Alain Weissgerber of Taubenkobel in Austria – Chef Q&A
Alain Weissgerber is the Chef at Restaurant Taubenkobel in Schützen am Gebirge an hours drive south of Vienna. Here he serves modern Pannonian cuisine that has made Taubenkobel one of the most appreciated restaurants in Austria. In our Chef Q&A with Alain Weissgerber we get to know more about Alains approach to food, the unique ingredients of the region and the upcoming pop-up restaurant in Vienna. Keep reading.
Have you always wanted to work with food?
Yes, indeed, at least as long as I remember. I grew up with good homemade food back in Alsace and this certainly inspired me from my early days on. When I started cooking as a profession, there were those famous French chefs like Ducasse, Troisgros, Robuchon, Marc Veyrat and Michel Bras whom I admired tremendously and still do.
What’s you favourite food memory?
One of my most intense and cherished memories is a childhood one: the roasted potatoes from my grandma. Back then I also realized that it does not necessarily need fancy stuff to eat good. As a good cook you can turn something simple into something very delicious.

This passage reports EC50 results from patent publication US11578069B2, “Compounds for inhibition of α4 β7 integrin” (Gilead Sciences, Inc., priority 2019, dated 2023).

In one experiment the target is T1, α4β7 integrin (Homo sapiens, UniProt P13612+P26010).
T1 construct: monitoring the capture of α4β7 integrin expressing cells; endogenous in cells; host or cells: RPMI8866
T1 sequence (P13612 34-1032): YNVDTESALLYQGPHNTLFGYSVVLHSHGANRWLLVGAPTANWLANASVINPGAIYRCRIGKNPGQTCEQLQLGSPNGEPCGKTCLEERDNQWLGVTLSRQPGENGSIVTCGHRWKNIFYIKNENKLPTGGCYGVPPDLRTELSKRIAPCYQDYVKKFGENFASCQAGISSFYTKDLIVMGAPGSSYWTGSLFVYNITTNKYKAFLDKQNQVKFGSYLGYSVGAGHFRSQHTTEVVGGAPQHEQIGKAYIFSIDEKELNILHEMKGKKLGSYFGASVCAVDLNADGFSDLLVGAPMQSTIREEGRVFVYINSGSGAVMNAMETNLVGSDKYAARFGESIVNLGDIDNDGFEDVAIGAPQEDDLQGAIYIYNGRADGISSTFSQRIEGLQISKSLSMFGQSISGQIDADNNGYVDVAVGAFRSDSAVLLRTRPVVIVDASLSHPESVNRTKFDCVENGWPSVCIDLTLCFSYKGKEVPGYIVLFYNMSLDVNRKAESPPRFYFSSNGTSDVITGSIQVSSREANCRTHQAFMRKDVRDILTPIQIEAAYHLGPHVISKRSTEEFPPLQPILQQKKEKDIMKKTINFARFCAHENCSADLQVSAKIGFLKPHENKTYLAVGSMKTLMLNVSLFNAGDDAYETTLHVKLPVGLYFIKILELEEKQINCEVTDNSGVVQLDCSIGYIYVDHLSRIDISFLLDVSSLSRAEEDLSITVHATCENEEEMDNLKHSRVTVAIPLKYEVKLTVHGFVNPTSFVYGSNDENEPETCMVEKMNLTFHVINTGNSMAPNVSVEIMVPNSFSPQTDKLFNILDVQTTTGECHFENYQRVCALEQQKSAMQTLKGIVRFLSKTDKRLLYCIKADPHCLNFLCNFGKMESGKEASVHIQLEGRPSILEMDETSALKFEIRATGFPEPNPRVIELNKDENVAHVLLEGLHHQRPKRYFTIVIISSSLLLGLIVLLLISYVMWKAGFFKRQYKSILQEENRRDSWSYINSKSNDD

What is your favourite ingredient at the moment?
Caesar’s mushrooms, watercress and plums are best at the moment and therefore on our seasonal menu.
Is there an ingredient you can only get around Taubenkobel, something that really stands out and that you can’t find anywhere else?
Actually, there are a lot and they are outstanding. This is why our whole culinary concept is based on regional organic products from the area around Taubenkobel. We can pick a lot of wild herbs and edible flowers just outside the restaurant on the hills and green meadows like wild amaranth, coriander or even pondweed which we collect from Lake Neusiedl.
I’m guessing you are in the middle of preparing for a big new pop-up project in Vienna later this year, can you tell us more about this?
Definitely with pleasure! We really look forward to this Viennese intermezzo in wintertime. Together with the team from popular concept-store Supersense we will open “Zum Tauben Dogen” by the end of November.